Increases in retail food costs compared to a year ago slowed considerably in the first four months of 2012, and in April were only 3.3% higher than the same month a year earlier according to The Food Institute.
Increases in retail food costs compared to a year ago slowed considerably in the first four months of 2012, and in April were only 3.3% higher than the same month a year earlier according to The Food Institute. That’s the lowest inflation rate for retail food since February of 2011 and an indication that retailers have slowed down passing on higher costs they had been absorbing prior to last summer. In December 2011, retail prices were up 6% from a year earlier as retailers passed along advances on a variety of products they had hesitated on doing so in most of 2010 and the first half of 2011 due to a lack of growth in consumer income and fear of losing business to alternative retailers.
Unfortunately, the slowdown in inflation also means that dollar sales increases for many retailers will not benefit from those higher prices in future months. In the first quarter, sales at the nation’s grocery stores were up 4.8% to about $138 billion dollars but nearly 90% of that increase can be attributed to the accumulated 4.2% increase in prices during the same period.
Thus far into 2012, the only major category seeing food price deflation, however, is fresh produce, for which the Consumer Price index in April was down 4.1%. And while this is always a volatile market, this year has been greater than usual. For example, in April, fresh vegetable prices were 32% lower than a year earlier after being down 51% in February – the largest year-over-year decline for any month since the government started keeping records back in 1948 according to Food Institute researchers.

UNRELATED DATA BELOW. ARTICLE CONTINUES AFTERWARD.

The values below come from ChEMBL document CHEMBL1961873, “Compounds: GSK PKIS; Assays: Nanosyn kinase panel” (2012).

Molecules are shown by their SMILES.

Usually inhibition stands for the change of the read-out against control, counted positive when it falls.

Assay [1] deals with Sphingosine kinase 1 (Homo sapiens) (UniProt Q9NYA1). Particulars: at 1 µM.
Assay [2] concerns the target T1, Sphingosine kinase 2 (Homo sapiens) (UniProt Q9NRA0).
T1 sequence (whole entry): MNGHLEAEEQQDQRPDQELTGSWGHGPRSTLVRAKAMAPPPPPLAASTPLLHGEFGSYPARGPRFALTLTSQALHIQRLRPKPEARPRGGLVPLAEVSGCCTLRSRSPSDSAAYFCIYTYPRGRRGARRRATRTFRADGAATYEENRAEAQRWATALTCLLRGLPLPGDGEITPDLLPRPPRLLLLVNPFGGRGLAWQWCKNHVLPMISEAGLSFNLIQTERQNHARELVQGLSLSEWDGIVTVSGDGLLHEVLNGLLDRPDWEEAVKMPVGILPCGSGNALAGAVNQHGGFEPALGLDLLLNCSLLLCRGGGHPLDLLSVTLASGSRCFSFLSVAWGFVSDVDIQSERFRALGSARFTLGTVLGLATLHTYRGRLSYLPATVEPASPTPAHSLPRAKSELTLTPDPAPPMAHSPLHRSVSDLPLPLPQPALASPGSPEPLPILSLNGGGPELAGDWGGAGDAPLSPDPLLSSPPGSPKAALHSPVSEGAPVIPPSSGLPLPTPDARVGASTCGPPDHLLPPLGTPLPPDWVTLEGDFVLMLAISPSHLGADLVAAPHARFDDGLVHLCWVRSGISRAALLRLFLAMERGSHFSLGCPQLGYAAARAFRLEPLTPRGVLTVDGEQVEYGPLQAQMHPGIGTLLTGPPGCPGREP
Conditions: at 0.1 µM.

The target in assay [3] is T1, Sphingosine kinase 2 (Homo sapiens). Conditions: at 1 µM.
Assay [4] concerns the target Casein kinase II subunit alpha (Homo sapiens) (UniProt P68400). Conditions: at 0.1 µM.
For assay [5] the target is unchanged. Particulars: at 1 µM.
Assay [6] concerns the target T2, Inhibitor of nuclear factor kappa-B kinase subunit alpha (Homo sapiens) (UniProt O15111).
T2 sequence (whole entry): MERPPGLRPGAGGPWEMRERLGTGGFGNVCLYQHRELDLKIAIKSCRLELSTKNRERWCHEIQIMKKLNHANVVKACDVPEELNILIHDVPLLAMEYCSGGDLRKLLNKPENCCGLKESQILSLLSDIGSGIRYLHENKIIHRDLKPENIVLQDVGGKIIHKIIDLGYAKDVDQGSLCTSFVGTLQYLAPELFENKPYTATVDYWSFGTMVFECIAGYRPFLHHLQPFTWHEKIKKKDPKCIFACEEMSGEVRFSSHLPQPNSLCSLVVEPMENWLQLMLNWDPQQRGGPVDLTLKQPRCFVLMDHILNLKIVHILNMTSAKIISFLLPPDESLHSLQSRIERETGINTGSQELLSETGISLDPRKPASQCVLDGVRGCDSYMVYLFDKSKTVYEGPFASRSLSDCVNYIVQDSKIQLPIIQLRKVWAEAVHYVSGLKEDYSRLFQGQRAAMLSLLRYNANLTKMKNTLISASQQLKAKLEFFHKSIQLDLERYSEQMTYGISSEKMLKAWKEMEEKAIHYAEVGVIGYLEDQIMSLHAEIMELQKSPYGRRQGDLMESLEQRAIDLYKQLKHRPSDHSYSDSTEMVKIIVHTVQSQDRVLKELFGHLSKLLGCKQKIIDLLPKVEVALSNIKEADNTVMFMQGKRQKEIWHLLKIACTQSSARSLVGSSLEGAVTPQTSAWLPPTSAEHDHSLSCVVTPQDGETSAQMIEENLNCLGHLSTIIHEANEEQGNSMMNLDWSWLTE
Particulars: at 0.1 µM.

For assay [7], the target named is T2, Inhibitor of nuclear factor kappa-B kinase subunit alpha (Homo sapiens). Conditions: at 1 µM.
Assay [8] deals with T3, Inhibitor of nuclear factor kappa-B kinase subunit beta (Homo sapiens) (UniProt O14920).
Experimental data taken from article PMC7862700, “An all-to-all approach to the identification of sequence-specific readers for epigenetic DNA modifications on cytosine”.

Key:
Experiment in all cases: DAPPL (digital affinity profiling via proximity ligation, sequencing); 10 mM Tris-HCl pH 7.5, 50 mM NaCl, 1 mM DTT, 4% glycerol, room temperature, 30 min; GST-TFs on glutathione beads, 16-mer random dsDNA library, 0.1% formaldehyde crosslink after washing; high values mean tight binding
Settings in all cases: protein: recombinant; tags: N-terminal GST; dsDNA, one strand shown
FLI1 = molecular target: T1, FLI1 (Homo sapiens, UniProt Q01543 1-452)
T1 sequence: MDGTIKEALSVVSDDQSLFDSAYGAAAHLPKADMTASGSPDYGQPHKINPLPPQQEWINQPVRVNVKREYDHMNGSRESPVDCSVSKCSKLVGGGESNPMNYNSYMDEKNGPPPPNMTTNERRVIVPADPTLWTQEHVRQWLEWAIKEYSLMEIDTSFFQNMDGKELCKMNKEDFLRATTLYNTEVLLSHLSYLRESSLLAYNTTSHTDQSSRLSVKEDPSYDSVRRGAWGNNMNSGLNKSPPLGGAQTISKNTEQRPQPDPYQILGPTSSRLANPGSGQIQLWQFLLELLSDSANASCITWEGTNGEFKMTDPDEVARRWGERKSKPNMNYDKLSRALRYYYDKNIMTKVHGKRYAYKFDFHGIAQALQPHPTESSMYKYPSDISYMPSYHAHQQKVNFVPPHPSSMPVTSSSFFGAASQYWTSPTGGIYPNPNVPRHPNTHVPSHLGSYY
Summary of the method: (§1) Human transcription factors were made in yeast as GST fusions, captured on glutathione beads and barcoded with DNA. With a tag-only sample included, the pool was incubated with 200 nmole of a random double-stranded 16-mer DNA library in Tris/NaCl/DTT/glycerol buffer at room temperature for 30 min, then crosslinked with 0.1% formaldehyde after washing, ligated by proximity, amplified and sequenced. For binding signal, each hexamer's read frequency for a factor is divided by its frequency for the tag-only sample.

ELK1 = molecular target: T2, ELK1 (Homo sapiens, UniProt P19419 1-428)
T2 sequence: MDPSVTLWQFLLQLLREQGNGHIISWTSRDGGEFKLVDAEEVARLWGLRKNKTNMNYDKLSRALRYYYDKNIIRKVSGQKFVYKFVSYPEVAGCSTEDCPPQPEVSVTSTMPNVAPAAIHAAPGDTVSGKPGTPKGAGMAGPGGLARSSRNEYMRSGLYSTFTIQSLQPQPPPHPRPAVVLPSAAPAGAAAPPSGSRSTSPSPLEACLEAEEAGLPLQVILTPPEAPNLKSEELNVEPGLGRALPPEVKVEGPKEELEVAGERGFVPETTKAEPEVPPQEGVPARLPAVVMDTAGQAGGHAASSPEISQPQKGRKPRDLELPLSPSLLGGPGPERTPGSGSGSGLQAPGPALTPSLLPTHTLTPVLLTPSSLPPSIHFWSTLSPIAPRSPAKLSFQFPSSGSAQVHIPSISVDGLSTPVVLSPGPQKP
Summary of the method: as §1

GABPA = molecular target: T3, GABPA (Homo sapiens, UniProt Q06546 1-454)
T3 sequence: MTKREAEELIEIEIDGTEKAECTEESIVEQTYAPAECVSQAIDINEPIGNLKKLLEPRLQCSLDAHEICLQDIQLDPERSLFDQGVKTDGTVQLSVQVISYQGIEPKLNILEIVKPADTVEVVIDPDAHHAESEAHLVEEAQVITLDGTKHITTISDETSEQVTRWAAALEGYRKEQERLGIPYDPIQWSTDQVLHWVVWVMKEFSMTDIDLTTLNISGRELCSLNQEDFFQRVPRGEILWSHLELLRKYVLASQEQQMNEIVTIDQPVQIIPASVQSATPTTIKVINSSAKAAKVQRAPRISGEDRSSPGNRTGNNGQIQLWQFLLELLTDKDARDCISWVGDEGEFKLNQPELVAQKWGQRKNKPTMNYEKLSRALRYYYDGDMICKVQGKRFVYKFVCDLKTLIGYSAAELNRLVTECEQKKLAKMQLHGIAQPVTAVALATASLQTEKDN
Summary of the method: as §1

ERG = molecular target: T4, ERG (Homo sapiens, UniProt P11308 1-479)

In coming months, with record-high feed corn supplies on hand as reported in the May 14 FOOD INSTITUTE REPORT, corn prices are projected to fall about one-third from current levels. This will mean lower feed costs for pork and poultry producers as well. Thus, meat prices could move lower or at least increase less than anticipated as a result.
Now, as food inflation may be ending, major questions are emerging:
- What’s the outlook for food pricing in the medium term, 24-36 months?
- Will commodity cost declines ripple through manufacturer costs and then to retail?
- How will traditional supermarkets be impacted?
The Food Institute will address such questions in an upcoming Webinar featuring Jim Hertel, Managing Partner, and Craig Rosenblum, Partner, both of Willard Bishop, moderated by Dr, John Stanton of Saint Joseph’s University on the Future of Food Retailing in a 1-hour webinar to be held June 20. They’ll dig into retailer strategies, identify specific actions Walmart and others are taking, and point out intended and unintended consequences of retailers’ actions. They’ll also point out winners and losers in the consumer spending turnaround and the effect this had on the larger food retailers.
Go to The Food Institute www.foodinstitute.com to register.